In a cryptic statement Thursday afternoon, Sen. Dianne Feinstein (D-Calif.) announced she had turned over to investigators a letter reportedly containing confidential information about Supreme Court nominee Brett Kavanaugh.
Feinstein, the ranking Democrat of the judiciary committee, said she received the information about Kavanaugh, President Donald Trump’s latest Supreme Court pick, from an individual who had “strongly requested confidentiality, declined to come forward or press the matter further,” and said she would honor the request for anonymity. She declined to elaborate on what the information pertained to or why she referred it to investigators.
Feinstein has reportedly kept the letter closely guarded — even from other Democrats on the judiciary committee. On Wednesday, the Intercept reported an unconfirmed rumor that the letter had been penned by someone in the employ of Stanford University who had written on an incident that had allegedly taken place between Kavanaugh and a woman while they were in high school.
Two officials familiar with the matter told the New York Times that the incident in question “involved possible sexual misconduct.”
On Thursday, BuzzFeed News reported that its reporters had tracked down the woman believed to be the subject of the letter at her home last week, but she had declined to comment on the letter’s contents. They also reported that a woman believed to be the subject’s lawyer, Debra Katz, had been spotted leaving Capitol Hill on Wednesday night just as judiciary committee Democrats convened in the Senate lobby.
Katz declined to comment when questioned by reporters, and offered no confirmation she was representing the woman featured in the letter.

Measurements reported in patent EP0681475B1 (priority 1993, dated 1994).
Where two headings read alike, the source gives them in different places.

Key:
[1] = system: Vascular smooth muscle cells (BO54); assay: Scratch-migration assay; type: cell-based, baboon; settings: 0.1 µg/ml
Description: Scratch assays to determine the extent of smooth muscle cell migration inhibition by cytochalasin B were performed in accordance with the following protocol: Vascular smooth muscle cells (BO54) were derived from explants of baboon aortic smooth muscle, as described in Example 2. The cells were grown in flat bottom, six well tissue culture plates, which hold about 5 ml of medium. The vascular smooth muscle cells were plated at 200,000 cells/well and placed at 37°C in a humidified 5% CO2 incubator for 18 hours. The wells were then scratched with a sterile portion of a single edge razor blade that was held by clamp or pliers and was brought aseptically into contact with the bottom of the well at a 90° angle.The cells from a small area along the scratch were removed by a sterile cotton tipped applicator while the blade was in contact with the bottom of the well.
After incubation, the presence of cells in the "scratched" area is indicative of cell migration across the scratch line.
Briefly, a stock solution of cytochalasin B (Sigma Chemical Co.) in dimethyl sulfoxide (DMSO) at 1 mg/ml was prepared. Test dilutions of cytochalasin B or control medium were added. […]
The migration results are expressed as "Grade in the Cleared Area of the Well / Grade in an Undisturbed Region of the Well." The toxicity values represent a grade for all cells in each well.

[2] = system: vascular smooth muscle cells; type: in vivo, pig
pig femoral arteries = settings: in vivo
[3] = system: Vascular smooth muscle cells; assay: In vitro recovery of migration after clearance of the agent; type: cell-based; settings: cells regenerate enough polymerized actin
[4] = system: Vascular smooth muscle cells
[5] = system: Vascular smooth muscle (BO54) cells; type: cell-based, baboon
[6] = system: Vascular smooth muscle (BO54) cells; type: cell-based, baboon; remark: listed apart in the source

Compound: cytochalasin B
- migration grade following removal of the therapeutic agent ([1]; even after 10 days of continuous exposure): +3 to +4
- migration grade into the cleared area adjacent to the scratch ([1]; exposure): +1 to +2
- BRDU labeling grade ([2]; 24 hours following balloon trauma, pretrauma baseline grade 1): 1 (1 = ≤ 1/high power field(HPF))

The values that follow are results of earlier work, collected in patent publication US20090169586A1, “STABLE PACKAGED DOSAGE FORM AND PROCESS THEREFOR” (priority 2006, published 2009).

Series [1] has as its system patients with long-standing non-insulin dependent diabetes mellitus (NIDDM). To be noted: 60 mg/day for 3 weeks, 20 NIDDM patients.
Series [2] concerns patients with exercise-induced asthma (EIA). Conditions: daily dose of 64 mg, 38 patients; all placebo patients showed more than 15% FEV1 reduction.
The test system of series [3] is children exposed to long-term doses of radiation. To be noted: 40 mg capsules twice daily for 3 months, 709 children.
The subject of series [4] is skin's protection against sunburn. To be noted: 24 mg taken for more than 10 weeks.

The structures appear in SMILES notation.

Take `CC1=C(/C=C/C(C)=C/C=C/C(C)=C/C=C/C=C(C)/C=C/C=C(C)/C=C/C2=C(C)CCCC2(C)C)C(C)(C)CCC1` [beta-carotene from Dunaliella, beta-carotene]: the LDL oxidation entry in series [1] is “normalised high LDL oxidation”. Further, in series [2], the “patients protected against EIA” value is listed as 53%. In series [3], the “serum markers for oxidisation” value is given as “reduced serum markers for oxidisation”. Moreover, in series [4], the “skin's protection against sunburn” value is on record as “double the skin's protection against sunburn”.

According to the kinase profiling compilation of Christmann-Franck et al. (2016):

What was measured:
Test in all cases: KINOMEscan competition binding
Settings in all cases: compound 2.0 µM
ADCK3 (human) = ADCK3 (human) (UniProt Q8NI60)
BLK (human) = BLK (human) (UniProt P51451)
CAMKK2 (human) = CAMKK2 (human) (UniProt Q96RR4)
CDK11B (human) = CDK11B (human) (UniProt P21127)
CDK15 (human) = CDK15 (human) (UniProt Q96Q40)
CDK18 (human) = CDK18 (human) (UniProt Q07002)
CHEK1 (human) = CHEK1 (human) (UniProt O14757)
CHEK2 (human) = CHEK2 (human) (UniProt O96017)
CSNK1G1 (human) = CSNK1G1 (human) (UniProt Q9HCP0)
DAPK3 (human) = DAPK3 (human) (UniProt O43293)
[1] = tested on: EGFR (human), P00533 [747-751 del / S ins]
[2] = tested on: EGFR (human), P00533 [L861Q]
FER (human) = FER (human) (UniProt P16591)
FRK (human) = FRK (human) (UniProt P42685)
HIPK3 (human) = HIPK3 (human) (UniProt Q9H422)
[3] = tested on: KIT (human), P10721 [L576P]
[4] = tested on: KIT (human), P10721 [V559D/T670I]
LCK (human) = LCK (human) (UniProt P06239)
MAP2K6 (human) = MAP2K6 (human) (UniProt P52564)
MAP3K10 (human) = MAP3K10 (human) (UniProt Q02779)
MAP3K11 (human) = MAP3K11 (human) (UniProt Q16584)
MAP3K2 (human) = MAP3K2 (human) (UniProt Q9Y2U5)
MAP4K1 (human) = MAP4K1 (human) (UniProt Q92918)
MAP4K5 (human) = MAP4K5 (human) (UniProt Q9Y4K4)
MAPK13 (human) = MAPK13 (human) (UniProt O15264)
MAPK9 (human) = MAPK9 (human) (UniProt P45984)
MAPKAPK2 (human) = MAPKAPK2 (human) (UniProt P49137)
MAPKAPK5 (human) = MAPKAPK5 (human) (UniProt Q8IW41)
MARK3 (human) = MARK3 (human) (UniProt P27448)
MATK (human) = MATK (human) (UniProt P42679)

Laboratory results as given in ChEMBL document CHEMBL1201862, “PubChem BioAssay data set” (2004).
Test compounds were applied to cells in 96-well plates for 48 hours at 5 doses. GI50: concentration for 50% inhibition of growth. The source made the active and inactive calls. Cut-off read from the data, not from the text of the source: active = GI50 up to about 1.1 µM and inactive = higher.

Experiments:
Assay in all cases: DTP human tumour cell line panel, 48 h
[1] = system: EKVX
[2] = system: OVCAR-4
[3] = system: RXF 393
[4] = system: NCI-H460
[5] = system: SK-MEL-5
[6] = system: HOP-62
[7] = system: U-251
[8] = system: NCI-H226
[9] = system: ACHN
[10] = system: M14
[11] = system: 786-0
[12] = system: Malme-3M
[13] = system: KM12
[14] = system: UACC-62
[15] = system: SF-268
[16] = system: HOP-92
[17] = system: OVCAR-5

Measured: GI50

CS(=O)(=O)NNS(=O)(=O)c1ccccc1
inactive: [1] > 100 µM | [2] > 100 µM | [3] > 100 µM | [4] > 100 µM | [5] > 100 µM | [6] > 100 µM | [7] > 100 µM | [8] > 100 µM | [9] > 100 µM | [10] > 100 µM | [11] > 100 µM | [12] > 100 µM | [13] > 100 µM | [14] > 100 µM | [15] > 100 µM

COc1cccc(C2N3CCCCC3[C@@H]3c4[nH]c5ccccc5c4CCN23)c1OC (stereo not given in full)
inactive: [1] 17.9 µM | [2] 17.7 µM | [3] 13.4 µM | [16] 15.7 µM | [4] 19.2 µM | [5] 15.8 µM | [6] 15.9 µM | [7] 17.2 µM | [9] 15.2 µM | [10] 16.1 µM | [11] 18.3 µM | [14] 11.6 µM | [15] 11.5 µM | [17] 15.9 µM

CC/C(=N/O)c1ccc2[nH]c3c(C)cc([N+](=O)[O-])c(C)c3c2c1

In a statement posted on the website for the law firm Katz, Marshall & Banks, where she is employed, Katz noted she is “deeply committed to protecting the rights of individuals who have been victimized by discrimination, sexual harassment or have been mistreated because they have done the right thing — whether it be reporting issues affecting the public health and safety or objecting to illegal business practices.”
Kavanaugh’s nomination to the nation’s highest court has come under intense scrutiny, particularly from Democrats who fear he will become the deciding vote on overturning Roe v. Wade if confirmed. Kavanaugh, for his part, has made attempts to seem like an ally to women, playing up the fact that he’s an active participant in his daughters’ lives both as a basketball coach and a father.
In one recent moment from his confirmation hearings, Kavanaugh went so far as to say the #MeToo movement — which women have used to call out widespread sexual harassment and abuse — is part of a “broad national problem that needs to be addressed, including in the judiciary.”